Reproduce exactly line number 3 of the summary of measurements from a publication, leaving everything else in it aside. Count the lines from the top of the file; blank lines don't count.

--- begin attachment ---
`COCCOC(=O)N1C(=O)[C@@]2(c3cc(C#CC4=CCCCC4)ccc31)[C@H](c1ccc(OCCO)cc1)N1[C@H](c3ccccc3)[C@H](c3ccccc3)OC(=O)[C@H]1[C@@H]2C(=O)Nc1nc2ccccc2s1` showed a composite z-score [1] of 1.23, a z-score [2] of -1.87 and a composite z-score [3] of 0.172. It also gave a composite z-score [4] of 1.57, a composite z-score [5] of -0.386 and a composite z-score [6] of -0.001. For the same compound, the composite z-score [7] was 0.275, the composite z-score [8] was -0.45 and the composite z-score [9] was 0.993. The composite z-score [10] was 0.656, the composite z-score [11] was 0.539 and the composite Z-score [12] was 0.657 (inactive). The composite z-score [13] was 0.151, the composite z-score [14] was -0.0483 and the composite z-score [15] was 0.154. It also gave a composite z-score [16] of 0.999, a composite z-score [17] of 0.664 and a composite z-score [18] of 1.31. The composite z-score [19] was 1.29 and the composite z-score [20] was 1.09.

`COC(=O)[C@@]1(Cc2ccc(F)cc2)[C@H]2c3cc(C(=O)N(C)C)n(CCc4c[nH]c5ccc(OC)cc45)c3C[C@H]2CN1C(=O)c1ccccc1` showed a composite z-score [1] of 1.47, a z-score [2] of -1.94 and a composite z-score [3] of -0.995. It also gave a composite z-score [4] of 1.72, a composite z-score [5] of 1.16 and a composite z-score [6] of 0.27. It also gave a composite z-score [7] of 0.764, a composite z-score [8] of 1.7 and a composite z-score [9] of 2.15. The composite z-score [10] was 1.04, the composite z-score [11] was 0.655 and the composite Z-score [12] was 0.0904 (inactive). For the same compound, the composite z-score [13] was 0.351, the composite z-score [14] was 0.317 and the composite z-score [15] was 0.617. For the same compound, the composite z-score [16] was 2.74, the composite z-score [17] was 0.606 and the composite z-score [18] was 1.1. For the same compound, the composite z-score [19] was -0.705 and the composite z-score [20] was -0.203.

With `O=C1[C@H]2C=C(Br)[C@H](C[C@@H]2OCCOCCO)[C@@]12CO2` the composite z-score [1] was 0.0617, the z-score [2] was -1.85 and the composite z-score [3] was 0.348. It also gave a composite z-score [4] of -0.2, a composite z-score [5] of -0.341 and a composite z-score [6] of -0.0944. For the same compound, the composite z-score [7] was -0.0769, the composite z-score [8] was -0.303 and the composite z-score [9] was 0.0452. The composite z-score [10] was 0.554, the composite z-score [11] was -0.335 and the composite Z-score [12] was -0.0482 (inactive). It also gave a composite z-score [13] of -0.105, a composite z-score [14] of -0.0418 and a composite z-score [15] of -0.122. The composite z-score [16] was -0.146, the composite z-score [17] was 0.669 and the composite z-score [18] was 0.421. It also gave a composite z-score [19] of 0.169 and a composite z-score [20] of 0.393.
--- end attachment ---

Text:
With `O=C1[C@H]2C=C(Br)[C@H](C[C@@H]2OCCOCCO)[C@@]12CO2` the composite z-score [1] was 0.0617, the z-score [2] was -1.85 and the composite z-score [3] was 0.348. It also gave a composite z-score [4] of -0.2, a composite z-score [5] of -0.341 and a composite z-score [6] of -0.0944. For the same compound, the composite z-score [7] was -0.0769, the composite z-score [8] was -0.303 and the composite z-score [9] was 0.0452. The composite z-score [10] was 0.554, the composite z-score [11] was -0.335 and the composite Z-score [12] was -0.0482 (inactive). It also gave a composite z-score [13] of -0.105, a composite z-score [14] of -0.0418 and a composite z-score [15] of -0.122. The composite z-score [16] was -0.146, the composite z-score [17] was 0.669 and the composite z-score [18] was 0.421. It also gave a composite z-score [19] of 0.169 and a composite z-score [20] of 0.393.